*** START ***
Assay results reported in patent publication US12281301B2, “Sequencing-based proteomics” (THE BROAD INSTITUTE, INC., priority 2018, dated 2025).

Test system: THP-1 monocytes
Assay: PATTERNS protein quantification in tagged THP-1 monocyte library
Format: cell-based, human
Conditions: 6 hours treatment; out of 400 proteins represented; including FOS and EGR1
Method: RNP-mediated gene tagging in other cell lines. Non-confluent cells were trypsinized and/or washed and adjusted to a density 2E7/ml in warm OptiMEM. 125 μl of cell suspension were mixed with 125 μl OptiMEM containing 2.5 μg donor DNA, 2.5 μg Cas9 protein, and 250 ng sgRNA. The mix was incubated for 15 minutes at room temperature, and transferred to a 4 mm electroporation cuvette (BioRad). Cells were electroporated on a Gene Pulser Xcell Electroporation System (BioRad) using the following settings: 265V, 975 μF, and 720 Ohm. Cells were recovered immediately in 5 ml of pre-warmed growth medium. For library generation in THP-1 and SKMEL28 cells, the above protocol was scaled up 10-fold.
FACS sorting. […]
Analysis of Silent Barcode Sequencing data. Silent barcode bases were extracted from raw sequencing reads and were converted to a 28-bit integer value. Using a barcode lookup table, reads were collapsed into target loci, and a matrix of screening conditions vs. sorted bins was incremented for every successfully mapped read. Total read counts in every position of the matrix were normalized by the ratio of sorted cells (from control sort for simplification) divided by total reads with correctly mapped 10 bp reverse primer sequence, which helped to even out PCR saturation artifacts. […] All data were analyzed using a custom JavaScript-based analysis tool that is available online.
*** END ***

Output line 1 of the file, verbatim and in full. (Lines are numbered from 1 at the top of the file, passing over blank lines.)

Assay results reported in patent publication US12281301B2, “Sequencing-based proteomics” (THE BROAD INSTITUTE, INC., priority 2018, dated 2025).